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Future farming combines sustainability with productivity and efficiency

Scientists from Aarhus University are involved in a project with a total budget of nearly 100m DKK that will prepare farming for a future where sustainability and intensive, efficient and productive crop production go hand in hand.

[Translate to English:] Et nyt forskningsprojekt vil give landbruget muligheden for at behandle markerne på grundlag af markernes individuelle egenskaber og forhold. Foto: Janne Hansen

Danish environmental regulations for the supply of nutrients to plants mean that the emission of nutrients from agriculture to the aquatic environment has fallen. This has, however, come at a cost. The suboptimal fertilisation in relation to crop need has led to stagnating yields and quality in the past 20 years.


Future Cropping is a new innovative project that intends to remedy this problem by getting the best of both worlds: protecting the environment while maintaining a high-yielding and efficient crop production. This is to be achieved by integrating a range of data, decision support systems and various technological solutions that enable the farmer to tailor his management according to the local and actual conditions in the field.


The project partners expect that project results may lead to an increased annual turnover in crop production and the agricultural technology sector of around 0.6 billion DKK, and that it will create new jobs in the agricultural sector by 2030 while also reducing the environmental impact.


The five-year project has a total budget of 100m DKK, of which 23.6m is earmarked for Aarhus University. Innovation Fund Denmark contributes 50m DKK, of which 15.9m goes to Aarhus University.


Differentiated treatment of fields

Not all fields are created equal and it would do the environment, agriculture and the economy a favour if they were not treated equally. The comprehensive innovation project will provide research-based knowledge developed and tested in practice in cooperation with the industry and give agriculture the opportunity to treat the fields on the basis of their individual characteristics and conditions.


The government's Commission on Nature and Agriculture has recommended that the current regulations for general fertilizer standards and constraints on production are changed to a more differentiated and targeted regulation. The project therefore aims to develop and commercialise more efficient and sustainable solutions for crop production which will increase the yield per hectare by about two percent per year. The increased efficiency coupled with the sustainability principle will benefit Denmark's environment, agriculture, employment and export market.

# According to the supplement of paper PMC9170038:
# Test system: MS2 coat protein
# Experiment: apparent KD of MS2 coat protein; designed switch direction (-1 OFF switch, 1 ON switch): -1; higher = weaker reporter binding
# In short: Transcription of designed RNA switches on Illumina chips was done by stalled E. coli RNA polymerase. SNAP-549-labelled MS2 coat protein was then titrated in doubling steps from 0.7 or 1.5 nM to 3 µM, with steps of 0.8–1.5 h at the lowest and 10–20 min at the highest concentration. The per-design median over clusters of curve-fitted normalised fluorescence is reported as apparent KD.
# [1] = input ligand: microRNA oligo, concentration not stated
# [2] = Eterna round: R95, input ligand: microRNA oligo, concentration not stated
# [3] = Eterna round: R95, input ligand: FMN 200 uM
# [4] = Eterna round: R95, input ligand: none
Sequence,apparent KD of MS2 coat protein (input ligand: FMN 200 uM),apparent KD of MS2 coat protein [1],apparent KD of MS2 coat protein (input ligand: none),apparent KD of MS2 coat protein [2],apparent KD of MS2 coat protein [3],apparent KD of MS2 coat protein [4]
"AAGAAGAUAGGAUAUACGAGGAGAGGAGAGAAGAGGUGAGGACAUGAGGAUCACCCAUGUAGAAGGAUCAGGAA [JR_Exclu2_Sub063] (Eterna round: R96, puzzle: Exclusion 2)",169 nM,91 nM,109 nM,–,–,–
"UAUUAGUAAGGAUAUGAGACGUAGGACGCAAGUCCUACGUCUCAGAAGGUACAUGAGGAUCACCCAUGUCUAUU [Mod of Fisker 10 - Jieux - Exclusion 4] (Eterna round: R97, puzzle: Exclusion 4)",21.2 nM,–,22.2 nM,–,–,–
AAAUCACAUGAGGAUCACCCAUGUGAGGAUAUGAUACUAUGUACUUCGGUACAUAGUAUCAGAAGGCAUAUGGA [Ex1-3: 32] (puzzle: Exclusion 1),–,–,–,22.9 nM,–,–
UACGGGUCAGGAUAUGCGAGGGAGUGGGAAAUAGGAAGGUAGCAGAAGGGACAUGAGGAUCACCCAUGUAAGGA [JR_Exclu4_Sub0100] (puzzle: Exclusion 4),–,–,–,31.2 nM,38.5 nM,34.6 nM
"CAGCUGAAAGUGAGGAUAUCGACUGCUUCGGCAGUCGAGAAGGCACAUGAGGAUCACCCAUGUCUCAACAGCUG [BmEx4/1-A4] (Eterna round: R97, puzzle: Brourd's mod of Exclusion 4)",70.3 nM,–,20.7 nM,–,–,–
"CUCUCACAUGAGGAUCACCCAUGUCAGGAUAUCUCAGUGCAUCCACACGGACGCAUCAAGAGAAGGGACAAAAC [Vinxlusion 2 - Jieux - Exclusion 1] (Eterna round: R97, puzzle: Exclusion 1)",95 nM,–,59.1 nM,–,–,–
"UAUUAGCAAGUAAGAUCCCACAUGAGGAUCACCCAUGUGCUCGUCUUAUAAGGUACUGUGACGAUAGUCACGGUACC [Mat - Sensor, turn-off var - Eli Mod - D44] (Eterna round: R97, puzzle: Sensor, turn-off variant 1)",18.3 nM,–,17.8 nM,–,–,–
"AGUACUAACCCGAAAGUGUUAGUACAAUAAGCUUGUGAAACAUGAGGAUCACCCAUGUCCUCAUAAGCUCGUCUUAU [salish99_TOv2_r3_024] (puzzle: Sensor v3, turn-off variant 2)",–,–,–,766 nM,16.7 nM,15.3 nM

Integration of data as a basis for further development

What is new and special about the project is that it will develop a platform for information and communication technology (ICT) to enable the collation and integration of large amounts of data from diverse information sources. These data will form the basis for the development of intelligent, efficient and sustainable technologies, solutions and cultivation techniques for site-specific and high-yielding crop production with a low environmental impact.


The project consists of nine work packages. Scientists from Aarhus University participate in eight of these and are leaders of five of them. The work packages are wide-ranging in their scope and aim to significantly increase the efficiency of all the major operations in crop production. Besides developing an advanced ICT platform, the project will develop, test and demonstrate techniques and technologies for, among others, intelligent tillage and crop establishment, intelligent and sustainable fertilization, intelligent harvesting, and differentiated nitrogen regulation and drainage.


The nine work packages and their leaders are:

  • Data platform (Thomas S. Toftegaard, Department of Engineering, Aarhus University)
  • Impact assessment (University of Copenhagen)
  • Certification and testing (AgroTech)
  • Intelligent tillage and crop establishment (Lars Munkholm, Department of Agroecology, Aarhus University)
  • Intelligent and sustainable fertilisation (René Gislum, Department of Agroecology, Aarhus University)
  • Microbial inoculations (University of Copenhagen)
  • Crop monitoring and protection (University of Copenhagen)
  • Intelligent harvesting (Claus Aage Grøn Sørensen, Department of Engineering, Aarhus University)
  • Differentiated nitrogen regulation and drainage (Charlotte Kjærgaard, Department of Agroecology, Aarhus University)



  • Project name: Future Cropping
  • Budget: 100m DKK
  • Grant from Innovation Fund Denmark: 50m DKK
  • Project duration: Five years
  • Project partners: Aarhus University, University of Copenhagen, Kongskilde Industries A/S, SEGES (formerly the Knowledge Centre for Agriculture), Orbicon A/S, Ejlskov A/S, Yara Danmark Gødning A/S, Novozymes A/S, Agro Business Park and AgroTech A/S. Other participants are GEUS, FOSS, and Rambøll. The project coordinator is SEGES.
  • Scientists from Aarhus University are involved in eight of the nine work packages in the project and are word package leaders on five of them.


For further information please contact:

Head of Department Erik Steen Kristensen, Department of Agroecology, e-mail: erik@agro.au.dk, telephone: +45 8715 7775, mobile: +45 2091 0371


Head of Department Thomas Skjødeberg Toftegaard, Department of Engineering, e-mail: tst@eng.au.dk, telephone: +45 8715 6168